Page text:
Note: The author wants to apologize for the last few sentences on this topic.

Audit meta tag/schema data

Updating your Schema markup and meta tags is a crucial but often overlooked aspect of website maintenance, as updating these fields yields no visible, immediate results. What does this data even mean, and what does it do?

Schema, a specific type of microdata, creates a description (or “rich snippet”) that appears in search results. For example, use a search engine to look up information on an upcoming event. Schema can provide you with where the event is taking place, the date and time of the event, images related to the event, and dozens more options.

On the other hand, meta tags provide metadata about the HTML document itself, giving potential site visitors more details about what kind of information your website has. Meta tags also help curate a better online experience by specifying images, titles, and descriptions appearing when a page is shared via social media. 

How to update your meta tags and schema

While there are thousands of configuration opens for schema markups, it is an excellent opportunity for more detail-oriented folks to get in there and refine the data as much as they’d like. As an added bonus, this data is easily configured within the Configuration settings for both Drupal and WordPress. 

Want more information on how many configuration options there are for Schema markups, or do you want to know more? Check out our blog post or visit schema.org’s ‘Getting Started’ section at schema.org. Or are you curious as to how your website appears for end users? Validate your schema markup here, and check your meta tags here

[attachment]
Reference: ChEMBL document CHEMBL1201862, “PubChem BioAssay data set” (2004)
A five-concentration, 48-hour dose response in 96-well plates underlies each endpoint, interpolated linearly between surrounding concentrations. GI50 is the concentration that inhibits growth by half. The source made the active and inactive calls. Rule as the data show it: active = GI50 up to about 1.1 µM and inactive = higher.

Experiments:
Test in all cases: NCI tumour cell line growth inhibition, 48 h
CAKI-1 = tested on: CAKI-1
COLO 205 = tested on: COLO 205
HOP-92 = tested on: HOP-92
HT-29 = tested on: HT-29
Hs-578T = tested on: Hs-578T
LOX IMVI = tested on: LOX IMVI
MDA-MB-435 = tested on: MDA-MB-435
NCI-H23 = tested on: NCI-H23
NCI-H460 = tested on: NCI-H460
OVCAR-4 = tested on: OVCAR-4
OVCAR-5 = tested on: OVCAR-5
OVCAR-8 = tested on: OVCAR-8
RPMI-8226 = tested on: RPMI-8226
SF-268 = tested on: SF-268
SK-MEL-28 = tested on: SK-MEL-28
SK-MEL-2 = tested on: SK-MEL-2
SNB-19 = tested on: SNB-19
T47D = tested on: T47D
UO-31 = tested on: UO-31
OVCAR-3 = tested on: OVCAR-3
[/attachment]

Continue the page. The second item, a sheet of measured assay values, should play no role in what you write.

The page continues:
Verify media items have appropriate alt text and captions

The importance of website accessibility cannot be overstated and here at Kanopi, we have stated this importance plenty of times:

When we think about enhancing website accessibility, we aim to create a seamless user experience, regardless of how one interacts with the site. Consider this: while a user who doesn’t rely on assistive technologies can instantly appreciate an image of the world’s cutest puppy snoozing with its tongue poking out, these delightful details may escape a user depending on a screen reader. 

The backend of a website showing how and where to enter alternative text for a photo of a sleeping puppy.

How to add alt text and captions

Thankfully, it’s really easy to update alt text and captions in your media. When doing a content audit, simply check the images in your CMS when doing a ‘spring cleaning’ for your website to ensure the alt text and captions are there. 

By dedicating just a few hours a couple of times a year to update your images with clear titles, descriptive alt text, and informative captions, you not only comply with accessibility standards but also enrich everyone’s browsing experience. This small investment of time will ensure that all users, regardless of their mode of access, can view and interact with all of your site’s content, so you don’t lose any visitors along the way.

It’s time to get tidy!

Like many of life’s endeavors, consistent upkeep is not merely beneficial; it’s essential. This same logic applies with equal force to your website. The amount of time you choose to invest — a modest four hours or a more substantial forty — rests entirely in your hands, but remember that dedicating time to refresh and enhance your website will inevitably draw more visitors and significantly improve their user experience.

Are you interested in a spring clean but find yourself strapped for time? Reach out to us. Let us fine-tune your website to perfection.